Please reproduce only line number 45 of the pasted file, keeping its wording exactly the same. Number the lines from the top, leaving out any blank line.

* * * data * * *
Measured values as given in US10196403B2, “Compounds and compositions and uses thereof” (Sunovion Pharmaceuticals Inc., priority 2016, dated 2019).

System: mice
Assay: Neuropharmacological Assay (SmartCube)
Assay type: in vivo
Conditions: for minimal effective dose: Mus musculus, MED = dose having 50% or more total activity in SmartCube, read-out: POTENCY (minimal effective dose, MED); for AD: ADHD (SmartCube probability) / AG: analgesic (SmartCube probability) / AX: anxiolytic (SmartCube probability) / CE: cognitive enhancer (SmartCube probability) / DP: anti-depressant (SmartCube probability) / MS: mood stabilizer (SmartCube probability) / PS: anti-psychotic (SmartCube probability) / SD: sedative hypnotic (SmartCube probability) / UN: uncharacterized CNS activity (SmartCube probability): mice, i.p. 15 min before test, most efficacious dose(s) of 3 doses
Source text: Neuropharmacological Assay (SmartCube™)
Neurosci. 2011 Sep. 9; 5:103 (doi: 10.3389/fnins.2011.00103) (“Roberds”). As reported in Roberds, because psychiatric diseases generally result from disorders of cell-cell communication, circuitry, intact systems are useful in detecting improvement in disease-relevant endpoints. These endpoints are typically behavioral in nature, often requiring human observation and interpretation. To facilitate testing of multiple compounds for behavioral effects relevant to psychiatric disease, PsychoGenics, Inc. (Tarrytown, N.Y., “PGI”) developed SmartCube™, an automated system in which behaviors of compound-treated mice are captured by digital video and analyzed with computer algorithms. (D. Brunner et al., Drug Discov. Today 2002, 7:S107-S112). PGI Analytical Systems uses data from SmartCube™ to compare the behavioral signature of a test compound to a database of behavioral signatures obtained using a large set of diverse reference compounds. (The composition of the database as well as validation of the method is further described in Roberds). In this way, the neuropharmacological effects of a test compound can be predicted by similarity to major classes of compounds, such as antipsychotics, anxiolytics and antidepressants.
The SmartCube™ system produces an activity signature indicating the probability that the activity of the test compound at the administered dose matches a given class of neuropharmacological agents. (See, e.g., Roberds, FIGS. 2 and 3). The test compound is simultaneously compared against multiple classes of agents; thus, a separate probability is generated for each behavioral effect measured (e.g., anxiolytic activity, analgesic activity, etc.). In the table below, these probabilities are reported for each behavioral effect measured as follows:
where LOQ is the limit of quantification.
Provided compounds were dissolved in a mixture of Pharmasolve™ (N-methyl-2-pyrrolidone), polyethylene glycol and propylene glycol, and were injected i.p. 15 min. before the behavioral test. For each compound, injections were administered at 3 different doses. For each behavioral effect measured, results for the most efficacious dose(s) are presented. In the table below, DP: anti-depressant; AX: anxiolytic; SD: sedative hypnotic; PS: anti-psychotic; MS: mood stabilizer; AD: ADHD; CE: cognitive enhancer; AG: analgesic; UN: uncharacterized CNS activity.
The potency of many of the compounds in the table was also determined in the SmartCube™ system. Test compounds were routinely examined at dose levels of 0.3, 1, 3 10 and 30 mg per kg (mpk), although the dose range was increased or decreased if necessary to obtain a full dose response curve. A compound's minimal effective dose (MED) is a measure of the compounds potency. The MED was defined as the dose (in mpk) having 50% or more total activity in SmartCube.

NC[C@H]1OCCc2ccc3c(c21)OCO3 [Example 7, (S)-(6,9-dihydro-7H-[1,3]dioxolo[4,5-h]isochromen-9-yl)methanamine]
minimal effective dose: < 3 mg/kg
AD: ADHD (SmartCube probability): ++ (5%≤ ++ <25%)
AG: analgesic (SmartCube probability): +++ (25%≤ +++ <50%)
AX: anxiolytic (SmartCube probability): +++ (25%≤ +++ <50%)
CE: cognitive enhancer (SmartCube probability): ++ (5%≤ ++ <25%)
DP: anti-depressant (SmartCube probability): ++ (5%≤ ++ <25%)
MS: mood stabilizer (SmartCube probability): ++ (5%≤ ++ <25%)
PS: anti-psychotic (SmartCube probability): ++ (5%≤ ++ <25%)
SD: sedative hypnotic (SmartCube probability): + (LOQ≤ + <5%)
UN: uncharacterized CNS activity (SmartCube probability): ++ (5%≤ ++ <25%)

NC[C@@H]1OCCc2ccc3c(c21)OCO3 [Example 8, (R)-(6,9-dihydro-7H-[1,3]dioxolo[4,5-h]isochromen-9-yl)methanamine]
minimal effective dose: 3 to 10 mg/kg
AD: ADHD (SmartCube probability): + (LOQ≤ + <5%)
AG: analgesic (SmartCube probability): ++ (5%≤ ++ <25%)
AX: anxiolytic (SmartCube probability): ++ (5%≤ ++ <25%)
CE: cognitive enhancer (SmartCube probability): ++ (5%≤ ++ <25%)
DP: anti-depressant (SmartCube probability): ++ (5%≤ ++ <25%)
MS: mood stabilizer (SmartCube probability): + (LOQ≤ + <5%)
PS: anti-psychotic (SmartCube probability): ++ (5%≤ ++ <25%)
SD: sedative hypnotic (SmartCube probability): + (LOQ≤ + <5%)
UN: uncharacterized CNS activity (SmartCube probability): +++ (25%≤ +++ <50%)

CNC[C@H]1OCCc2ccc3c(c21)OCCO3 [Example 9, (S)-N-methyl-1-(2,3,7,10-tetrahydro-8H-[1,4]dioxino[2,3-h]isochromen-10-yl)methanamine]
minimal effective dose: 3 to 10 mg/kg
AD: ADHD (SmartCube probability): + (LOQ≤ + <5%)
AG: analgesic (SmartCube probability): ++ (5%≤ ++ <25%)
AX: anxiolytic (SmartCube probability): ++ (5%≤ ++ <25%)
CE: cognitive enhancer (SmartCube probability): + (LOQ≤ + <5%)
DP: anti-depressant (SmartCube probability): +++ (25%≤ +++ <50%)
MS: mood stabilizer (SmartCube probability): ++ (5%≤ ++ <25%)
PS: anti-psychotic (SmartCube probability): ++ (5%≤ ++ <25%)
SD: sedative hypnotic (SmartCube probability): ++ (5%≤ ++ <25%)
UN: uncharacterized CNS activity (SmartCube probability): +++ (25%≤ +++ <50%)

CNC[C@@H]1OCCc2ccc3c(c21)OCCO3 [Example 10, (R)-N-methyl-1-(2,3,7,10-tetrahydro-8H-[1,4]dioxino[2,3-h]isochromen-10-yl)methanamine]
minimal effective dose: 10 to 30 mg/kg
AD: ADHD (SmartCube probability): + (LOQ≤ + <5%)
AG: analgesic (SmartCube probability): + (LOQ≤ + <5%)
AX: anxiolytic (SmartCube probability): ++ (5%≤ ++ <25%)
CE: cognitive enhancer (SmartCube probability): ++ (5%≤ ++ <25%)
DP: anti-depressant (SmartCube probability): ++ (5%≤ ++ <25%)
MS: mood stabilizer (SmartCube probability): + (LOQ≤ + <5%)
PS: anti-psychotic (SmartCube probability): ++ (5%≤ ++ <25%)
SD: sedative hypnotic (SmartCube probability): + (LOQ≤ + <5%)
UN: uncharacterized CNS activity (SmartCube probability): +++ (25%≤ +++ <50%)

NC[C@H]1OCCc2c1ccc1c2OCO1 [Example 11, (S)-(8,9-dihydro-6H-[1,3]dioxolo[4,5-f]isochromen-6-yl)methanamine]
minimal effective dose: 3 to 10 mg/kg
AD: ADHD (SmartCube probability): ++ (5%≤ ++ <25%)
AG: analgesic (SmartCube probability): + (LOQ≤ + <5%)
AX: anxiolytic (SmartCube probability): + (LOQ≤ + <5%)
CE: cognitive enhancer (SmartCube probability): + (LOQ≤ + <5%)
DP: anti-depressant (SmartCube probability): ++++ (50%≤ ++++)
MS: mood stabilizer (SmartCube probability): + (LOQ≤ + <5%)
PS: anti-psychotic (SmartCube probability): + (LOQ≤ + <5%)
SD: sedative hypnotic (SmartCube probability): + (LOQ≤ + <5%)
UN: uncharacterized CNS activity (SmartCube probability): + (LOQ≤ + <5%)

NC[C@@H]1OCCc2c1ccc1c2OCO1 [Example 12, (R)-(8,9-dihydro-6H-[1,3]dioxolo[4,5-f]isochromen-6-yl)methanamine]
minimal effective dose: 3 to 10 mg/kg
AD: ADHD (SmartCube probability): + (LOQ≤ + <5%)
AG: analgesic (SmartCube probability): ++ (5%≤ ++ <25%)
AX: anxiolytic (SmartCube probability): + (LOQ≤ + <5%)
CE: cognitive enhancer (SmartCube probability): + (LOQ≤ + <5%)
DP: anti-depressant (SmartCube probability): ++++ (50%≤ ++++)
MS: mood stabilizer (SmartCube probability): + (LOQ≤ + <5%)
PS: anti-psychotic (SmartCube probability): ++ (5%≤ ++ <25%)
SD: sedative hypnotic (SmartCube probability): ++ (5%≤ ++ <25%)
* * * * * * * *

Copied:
CNC[C@@H]1OCCc2ccc3c(c21)OCCO3 [Example 10, (R)-N-methyl-1-(2,3,7,10-tetrahydro-8H-[1,4]dioxino[2,3-h]isochromen-10-yl)methanamine]